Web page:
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Middle And High School

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NEWS
November 18, 2012 | By Dan Hardy, Inquirer Staff Writer
The Cherry Hill Board of Education will vote Monday night whether to ratify a tentative two-year contract agreement with district professional and support staff that increases instructional time for middle and high school students by a half-hour a day and increases elementary teachers' time in school by the same amount. Members of the 1,070-member Cherry Hill Education Association approved the contract Thursday by a sizable majority, said union president Martin Sharofsky. The increase in middle and high school instruction time, which will be added to the beginning of the school day starting next fall, amounts to about 14 additional days, the district said in a statement.
NEWS
December 17, 2008 | By Robert Maranto
Philadelphia's public charter schools have been under fire lately. First were revelations last spring that two of the city's 60 charter operators paid themselves outlandish salaries. More recently, the Philadelphia School District released a report claiming that charters cost the district $105 million annually. The writing is on the wall: The Philadelphia School District has declared war on charter schools. That's a shame, because the evidence shows that charters are the only public schools without selective admissions policies that can teach hard-to-reach urban adolescents.
NEWS
December 7, 1999 | By Gloria A. Hoffner, INQUIRER SUBURBAN STAFF
The Ridley School District yesterday launched a district-wide curriculum entitled Squashing the Millennium Bug to discuss such Y2K worries as food shortages and power failures. The goal of the program is to talk to the district's 5,706 students about Y2K and to help eliminate fears, said Nicholas Ignatuk, district superintendent. Lessons specifically designed for elementary, middle and high school students grew out of the district's Y2K readiness plan, he said. "It dawned on me that Y2K might be an issue for the students.
ENTERTAINMENT
May 4, 1987 | By JIM KNIGHT, Daily News Staff Writer
The Walt Whitman Center presents the Alvin Ailey Repertory Ensemble in two 60-minute lecture/demonstration performances at 10 a.m. and 1:30 p.m. at Camden High School, Baird Avenue and Park Boulevard. Audience participants are being drawn from local high schools and theater-arts training schools. Info: 609-757-7276. COOKING WITH YIN & YANG The Free Library's five-part film series on life in China continues with two documentaries "Food for Body and Spirit" and "All Under Heaven," 7 p.m., at the Central Library's Montgomery Auditorium, 19th and Vine streets.
NEWS
December 17, 2006 | By Matt Sandy FOR THE INQUIRER
The staying power of 12- to 18-year-olds often eclipses their spending power, leading to charges of loitering. To combat this issue, Mayor Tom Grady and Narberth Borough have unveiled Gnarbucks (or gNarbucks, depending on whom you ask), a coffeehouse for middle and high school students. Housed in the Narberth Community Theatre building at the United Methodist Church of Narberth, Gnarbucks held its inaugural gatherings Dec. 1 for middle schoolers and Dec. 2 for high schoolers.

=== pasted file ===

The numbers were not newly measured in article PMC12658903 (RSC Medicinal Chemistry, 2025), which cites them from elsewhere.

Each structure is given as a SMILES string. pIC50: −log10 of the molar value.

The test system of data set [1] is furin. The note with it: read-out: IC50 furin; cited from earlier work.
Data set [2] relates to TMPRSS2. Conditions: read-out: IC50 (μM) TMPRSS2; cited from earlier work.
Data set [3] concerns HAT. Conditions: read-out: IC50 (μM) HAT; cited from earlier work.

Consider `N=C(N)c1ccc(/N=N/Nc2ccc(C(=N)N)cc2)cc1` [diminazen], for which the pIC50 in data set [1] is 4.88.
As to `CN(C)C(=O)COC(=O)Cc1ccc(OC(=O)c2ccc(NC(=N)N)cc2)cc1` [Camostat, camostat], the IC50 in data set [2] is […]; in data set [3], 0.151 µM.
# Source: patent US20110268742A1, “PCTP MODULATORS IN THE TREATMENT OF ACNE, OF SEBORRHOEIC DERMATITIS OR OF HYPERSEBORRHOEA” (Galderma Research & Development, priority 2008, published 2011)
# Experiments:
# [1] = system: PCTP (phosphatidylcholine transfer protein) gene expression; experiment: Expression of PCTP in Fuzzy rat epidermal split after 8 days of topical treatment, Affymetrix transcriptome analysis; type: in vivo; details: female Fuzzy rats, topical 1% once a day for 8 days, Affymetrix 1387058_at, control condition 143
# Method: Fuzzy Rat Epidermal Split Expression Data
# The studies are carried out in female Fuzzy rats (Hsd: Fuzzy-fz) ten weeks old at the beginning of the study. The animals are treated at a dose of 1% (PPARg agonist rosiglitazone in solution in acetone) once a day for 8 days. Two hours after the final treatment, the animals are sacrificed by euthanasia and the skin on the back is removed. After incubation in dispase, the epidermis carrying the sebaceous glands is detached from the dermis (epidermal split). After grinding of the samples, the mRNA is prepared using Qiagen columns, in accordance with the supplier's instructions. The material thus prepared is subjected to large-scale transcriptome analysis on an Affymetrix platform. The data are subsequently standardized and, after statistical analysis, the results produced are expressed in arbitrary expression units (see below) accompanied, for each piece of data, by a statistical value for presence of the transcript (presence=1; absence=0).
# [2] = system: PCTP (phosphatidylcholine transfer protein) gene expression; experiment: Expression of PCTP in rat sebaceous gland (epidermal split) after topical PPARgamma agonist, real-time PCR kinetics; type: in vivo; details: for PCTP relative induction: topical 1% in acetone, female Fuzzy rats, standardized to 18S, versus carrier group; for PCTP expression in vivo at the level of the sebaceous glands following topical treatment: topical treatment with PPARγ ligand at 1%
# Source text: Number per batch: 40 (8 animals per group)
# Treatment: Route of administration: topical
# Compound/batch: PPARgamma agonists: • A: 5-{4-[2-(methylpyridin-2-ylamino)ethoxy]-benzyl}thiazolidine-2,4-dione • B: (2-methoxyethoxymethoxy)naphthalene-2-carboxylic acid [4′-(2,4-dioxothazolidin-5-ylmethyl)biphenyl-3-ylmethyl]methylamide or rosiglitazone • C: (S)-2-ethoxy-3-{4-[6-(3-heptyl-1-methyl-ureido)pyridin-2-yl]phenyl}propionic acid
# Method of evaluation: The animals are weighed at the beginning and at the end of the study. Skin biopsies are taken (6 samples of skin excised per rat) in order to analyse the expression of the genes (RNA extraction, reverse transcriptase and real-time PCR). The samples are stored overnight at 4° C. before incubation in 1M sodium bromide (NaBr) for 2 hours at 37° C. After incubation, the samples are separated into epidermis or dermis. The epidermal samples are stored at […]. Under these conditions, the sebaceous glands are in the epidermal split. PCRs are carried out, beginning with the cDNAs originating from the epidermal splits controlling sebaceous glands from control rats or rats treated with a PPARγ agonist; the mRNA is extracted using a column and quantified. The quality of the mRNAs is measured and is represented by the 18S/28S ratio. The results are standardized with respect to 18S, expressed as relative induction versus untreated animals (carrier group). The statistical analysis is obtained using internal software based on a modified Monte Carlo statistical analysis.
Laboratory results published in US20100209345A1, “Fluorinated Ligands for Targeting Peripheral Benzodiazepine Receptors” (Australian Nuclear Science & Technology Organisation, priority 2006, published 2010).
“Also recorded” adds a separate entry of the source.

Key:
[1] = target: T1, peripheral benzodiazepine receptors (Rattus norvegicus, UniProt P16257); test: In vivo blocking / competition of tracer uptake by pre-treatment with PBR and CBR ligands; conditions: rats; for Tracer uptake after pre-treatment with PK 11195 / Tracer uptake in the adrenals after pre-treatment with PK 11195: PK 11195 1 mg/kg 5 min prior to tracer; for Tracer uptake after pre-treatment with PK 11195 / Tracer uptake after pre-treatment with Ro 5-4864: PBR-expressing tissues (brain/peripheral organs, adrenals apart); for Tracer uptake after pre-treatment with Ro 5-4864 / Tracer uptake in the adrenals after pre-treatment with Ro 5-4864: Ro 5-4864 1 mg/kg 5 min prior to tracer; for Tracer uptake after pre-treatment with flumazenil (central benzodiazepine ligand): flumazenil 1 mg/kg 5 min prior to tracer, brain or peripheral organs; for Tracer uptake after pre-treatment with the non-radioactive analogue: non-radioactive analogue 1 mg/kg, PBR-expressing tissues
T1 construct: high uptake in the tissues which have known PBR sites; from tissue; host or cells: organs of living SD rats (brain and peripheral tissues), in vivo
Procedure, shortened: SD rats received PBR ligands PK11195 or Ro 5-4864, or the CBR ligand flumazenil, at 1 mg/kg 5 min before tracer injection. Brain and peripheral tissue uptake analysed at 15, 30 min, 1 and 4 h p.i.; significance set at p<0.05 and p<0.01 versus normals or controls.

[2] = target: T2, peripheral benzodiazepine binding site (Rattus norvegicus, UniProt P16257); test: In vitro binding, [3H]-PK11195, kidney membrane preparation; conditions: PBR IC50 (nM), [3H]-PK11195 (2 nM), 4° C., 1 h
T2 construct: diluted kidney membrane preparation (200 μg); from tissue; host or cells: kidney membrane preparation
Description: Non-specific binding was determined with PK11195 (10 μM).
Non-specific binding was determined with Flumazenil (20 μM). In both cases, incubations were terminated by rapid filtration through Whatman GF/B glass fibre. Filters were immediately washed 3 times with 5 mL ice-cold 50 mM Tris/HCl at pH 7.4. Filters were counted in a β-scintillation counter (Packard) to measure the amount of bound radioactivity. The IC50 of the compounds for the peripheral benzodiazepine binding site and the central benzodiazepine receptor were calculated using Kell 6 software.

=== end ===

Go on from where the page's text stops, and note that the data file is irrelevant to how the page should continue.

NEWS
January 6, 2013 | By Jonathan Lai, INQUIRER STAFF WRITER
Hundreds of anxious parents packed the auditorium as their kids lined hallways and swarmed around teachers in classrooms, clutching sheet music and instruments. The mission: excel at a Saturday morning audition, wowing teachers to be selected into the hypercompetitive Girard Academic Music Program, one of the city's few magnet schools at the middle school level and the only one specializing in music. The South Philadelphia middle and high school also has a strong academic curriculum, and always attracts many more applicants than it can accept.
NEWS
September 27, 1993 | By Michael E. Ruane, INQUIRER STAFF WRITER
On misty nights, the odor drifts along East Chocolate Avenue, across the spot where "the founder" once ate his crab cakes and salad, and wafts around the catalpa and maple trees of Chocolatetown Square. It comes from the factory up the street, this eternally benign smell of chocolate; stealing down a boulevard where street lights and shrubbery are shaped liked Hershey Kisses and silos filled with cocoa beans tower in the background. But this fall, as the sweet fog of chocolate has drifted around the square's gazebo in the candy maker's happy town, it has been soured by bitter voices and curdled with fear and accusation.
FOOD
September 30, 1992 | By Gerald Etter, INQUIRER FOOD EDITOR
When it comes to school lunches, Joan Nachmani is pretty much an authority. She knows what students like to eat and what they don't like to eat. She also knows what's good for them - which a lot of times is exactly what they don't care for. Nachmani's information is pretty good, because she makes lunches every day for about 74,000 students. Well, she doesn't exactly make the lunches, but she is coordinator of dietetic services for the School District of Philadelphia's Food Service Division.
NEWS
July 29, 1999 | By Mary Anne Janco, INQUIRER SUBURBAN STAFF
The Creative Educational Concepts Charter School, which served 110 students in grades kindergarten to sixth, became the first such school in the state to have its charter revoked when the Chester Upland Board of Control took that action yesterday. In making the decision, the board asserted that the school had inadequate facilities and had not delivered the promised educational program. The charter school had proposed an innovative curriculum built around computer-aided individualized instruction.
NEWS
November 18, 1994 | By Dwight Ott and Annette John-Hall, INQUIRER STAFF WRITERS
The school board yesterday decided to find out the cost of installing metal detectors in middle and high schools after meeting with a group of principals, who expressed concerns about safety in the city's public schools. A recommendation will be considered at Monday's regular board meeting, officials said yesterday. "We're at the point where we need to explore metal detectors," said Camden School Superintendent Roy J. Dawson, following the special meeting attended by six board members and seven middle and high school principals.
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ARTICLES BY DATE
NEWS